Measuring Poor State Performance: problems, perspectives and paths ahead

Abstract

This report presents the results of an investigation of poor state performance indexes (PSPIs), developed within the second phase of the Crisis States Programme. This investigation consists of a ‘critical moment’ (the analysis of current practices and identification of potential weak and strong points) and a ‘constructive moment’ (the proposal of potential solutions and of an agenda of research on open questions).

The core claims of this report are the following:

  1. Building social indicators is necessary but difficult. PSPIs are a particular type of social indicator that face especially hard-to-solve predicaments.
  2. In their present form, the majority of PSPIs are basically unsound. A substantial number of the rankings and scores that they produce are an artefact of ad hoc decisions that have no substantive justification. In crucial instances they adopt extremely anti-intuitive assumptions. Extant PSPIs have not solved or even acknowledged several of the key problems they face.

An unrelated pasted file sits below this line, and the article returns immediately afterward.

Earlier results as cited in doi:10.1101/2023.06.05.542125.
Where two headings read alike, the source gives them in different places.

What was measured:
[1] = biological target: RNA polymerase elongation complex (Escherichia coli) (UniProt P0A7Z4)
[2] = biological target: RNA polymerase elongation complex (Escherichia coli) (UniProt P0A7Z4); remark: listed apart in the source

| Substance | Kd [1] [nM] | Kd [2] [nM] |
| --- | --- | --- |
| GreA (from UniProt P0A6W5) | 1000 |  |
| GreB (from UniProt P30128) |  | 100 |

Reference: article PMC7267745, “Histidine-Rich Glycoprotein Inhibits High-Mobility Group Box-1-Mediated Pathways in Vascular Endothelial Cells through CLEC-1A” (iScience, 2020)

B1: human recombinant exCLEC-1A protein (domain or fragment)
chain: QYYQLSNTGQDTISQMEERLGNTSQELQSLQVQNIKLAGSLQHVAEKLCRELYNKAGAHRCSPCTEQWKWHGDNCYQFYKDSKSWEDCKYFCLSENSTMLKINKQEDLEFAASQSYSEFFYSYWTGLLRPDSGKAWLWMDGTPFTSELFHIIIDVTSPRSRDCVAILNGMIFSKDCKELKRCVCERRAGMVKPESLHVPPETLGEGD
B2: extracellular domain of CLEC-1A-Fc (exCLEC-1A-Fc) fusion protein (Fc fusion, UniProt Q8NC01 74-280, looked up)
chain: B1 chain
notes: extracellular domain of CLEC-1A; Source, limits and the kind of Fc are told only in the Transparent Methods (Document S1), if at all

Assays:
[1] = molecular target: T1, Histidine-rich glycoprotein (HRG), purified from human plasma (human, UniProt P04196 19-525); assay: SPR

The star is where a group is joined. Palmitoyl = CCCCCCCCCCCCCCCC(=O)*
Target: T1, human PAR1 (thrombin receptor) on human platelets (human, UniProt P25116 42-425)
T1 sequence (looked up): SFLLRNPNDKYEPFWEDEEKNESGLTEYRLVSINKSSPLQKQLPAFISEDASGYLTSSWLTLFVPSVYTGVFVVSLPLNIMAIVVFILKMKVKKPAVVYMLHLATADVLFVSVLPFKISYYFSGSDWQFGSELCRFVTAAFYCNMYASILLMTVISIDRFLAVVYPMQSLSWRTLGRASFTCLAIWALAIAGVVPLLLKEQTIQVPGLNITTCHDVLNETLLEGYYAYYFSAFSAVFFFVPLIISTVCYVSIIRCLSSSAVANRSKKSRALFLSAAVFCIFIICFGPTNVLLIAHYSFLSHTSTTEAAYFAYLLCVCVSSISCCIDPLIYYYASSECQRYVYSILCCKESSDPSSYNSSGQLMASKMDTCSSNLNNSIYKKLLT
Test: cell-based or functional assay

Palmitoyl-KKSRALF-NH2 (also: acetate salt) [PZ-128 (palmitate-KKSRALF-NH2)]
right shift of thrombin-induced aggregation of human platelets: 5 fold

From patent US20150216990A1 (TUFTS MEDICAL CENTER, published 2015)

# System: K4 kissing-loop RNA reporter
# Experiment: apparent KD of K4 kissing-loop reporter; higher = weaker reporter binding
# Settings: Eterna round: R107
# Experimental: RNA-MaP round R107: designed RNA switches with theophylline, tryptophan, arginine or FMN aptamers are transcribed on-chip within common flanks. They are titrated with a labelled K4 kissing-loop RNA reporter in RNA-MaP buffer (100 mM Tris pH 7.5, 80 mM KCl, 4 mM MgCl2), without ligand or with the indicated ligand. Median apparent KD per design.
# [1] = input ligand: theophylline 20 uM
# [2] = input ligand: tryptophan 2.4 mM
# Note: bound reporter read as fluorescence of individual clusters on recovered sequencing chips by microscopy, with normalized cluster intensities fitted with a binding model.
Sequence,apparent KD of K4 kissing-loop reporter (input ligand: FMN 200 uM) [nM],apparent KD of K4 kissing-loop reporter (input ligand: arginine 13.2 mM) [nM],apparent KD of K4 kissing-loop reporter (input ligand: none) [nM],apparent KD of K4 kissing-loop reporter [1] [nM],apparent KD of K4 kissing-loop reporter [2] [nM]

3. Some of these problems can be tackled. However, any improvement will necessarily be partial and can only really be considered as an improvement in discursive terms. No such thing as a bullet-proof indicator exists.

Citation

Francisco Gutiérrez, D. Buitrago, A. González, and C. Lozano. Measuring Poor State Performance: problems, perspectives and paths ahead. London School of Economics and Political Science, London, UK (2011) 89 pp. ISBN 978-0-85328-460-4

Measuring Poor State Performance: problems, perspectives and paths ahead

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